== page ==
Anyone who loves movies and TV has enjoyed the work of actor Gary Sinise. He’s best known for his Oscar-nominated role as Lieutenant Dan in Forrest Gump, along with other memorable roles in Apollo 13, Of Mice and Men and CSI: NY.
But offscreen, Sinise has been making a big difference in the lives of veterans through his charitable efforts. He has donated millions to veterans groups, flown children of fallen soldiers to Disney World, and built a smart home for a wounded veteran in need.
In January, Sinise found his latest way to help veterans—and helped raise $1.3 million dollars for his charity.
Since playing Lt. Dan—a Vietnam vet who struggles in civilian life after losing his legs in combat—Sinise has felt a connection with US veterans, who responded to the character.
“I realized early on that that character was kind of an ice breaker,” Sinise told The Arizona Republic. “There were lot of veterans that were not in very good shape, and yet I would walk in and their face would light up and they’d want to talk about the movie.”
“Over the years, that character has been connected with our wounded and our service members.”
This inspired him to start the Lt. Dan Band, named after the character, who play USO shows on military bases. It also led to him to create the Gary Sinise Foundation in 2011. Through his organization, the actor was determined not to let this generation of soldiers slip through the cracks.
“When our veterans came home from the Vietnam War, they were not treated well and had to disappear into the shadows,” Sinise said. “When we started deploying to Iraq and Afghanistan, I wanted to do my part to make sure the men and women doing their part were appreciated.”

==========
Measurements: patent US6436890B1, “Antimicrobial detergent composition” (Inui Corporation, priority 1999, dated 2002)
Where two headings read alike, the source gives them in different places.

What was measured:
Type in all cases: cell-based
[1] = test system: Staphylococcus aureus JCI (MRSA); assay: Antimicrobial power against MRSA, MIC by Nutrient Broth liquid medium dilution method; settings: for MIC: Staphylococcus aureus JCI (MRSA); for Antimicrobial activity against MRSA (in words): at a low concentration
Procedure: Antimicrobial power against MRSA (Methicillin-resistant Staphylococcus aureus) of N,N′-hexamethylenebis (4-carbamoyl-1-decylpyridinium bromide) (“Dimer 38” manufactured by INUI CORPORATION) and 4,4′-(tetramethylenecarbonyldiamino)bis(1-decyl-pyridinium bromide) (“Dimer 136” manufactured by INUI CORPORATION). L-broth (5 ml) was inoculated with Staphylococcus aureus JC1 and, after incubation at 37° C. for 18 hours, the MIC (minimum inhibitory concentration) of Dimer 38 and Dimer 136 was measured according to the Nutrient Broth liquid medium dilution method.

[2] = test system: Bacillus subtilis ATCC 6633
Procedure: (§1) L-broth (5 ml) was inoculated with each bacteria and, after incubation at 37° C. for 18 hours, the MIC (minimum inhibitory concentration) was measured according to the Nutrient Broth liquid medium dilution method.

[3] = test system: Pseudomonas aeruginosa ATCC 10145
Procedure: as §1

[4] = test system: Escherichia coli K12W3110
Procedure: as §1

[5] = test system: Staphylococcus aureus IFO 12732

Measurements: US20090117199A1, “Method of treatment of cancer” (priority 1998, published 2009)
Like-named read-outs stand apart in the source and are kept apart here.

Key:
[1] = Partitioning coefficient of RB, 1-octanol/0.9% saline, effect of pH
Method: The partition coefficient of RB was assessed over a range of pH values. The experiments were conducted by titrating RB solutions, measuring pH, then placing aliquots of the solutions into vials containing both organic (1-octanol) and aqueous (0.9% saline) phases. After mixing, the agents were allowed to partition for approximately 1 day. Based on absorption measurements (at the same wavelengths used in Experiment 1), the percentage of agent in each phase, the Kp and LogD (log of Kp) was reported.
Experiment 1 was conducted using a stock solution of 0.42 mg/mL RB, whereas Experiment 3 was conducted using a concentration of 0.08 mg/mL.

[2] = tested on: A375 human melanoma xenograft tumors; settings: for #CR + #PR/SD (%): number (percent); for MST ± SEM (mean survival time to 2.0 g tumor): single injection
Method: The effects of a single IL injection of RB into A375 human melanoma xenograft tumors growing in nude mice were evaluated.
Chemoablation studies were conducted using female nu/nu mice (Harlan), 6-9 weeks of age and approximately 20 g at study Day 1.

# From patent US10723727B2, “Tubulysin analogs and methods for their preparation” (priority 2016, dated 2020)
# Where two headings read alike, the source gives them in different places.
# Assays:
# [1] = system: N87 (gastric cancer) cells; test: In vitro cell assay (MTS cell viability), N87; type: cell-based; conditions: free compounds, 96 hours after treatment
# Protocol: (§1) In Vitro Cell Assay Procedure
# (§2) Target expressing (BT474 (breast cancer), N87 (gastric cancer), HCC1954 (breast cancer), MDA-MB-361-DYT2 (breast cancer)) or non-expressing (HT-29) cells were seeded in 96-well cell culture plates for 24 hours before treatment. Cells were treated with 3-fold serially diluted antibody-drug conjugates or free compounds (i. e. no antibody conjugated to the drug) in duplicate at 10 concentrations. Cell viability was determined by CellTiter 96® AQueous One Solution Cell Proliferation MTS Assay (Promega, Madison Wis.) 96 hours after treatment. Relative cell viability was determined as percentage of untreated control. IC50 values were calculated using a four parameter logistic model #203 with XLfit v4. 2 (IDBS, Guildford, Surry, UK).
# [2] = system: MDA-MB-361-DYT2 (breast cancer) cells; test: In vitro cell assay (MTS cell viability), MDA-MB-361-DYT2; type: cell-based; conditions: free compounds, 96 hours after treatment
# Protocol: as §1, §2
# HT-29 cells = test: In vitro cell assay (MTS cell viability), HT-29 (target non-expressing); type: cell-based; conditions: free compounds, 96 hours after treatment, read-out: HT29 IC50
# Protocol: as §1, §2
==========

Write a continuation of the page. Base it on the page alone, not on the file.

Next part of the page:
“At the Gary Sinise Foundation, we serve our nation by honoring our defenders, veterans, first responders, their families, and those in need,” the organization’s mission statement reads. “We do this by creating and supporting unique programs designed to entertain, educate, inspire, strengthen, and build communities.”
In January, Sinise raised money for his organization in an inspired way: he placed a jeep up for auction at the Barrett-Jackson collector car auction in Scottsdale, Arizona.
Sinise’s car was a 1981 Jeep CJ7—but it was no ordinary model. It was a special, custom-designed model, created in a collaboration with Richard Rawlings, of the Discovery Channel series Fast N’ Loud, and his Gasy Monkey Garage.
“Nothing is more near and dear to my heart than to take care of our veterans and get them acclimated to society,” Rawlings told The Arizona Republic.
The completely retooled car was decorated with a unique red, white and blue exterior design.
The Jeep was sold at the auction for $200,000. But that’s not all: Sunbelt Rentals agreed to match the donation with a million dollars.
Even better, the winner of the first bid put the Jeep back on the auction block to raise even more money. This second bid went for an additional $100,000.
In total, the Jeep raised $1.3 million for the Gary Sinise Foundation.
“My first car auction, it’s going to be hard to top that,” Sinise said. “There were a lot of veterans out there in the audience so I got to acknowledge them and say thank you.”
Rawlings says that it makes sense the Jeep sold so well—and that it’s a fitting way to raise money for the charity.
“Most people that have served in the military are car and motorcycle fans,” Rawlings said. “It’s a pretty easy correlation. A car is an extension of ourselves and our freedom.”
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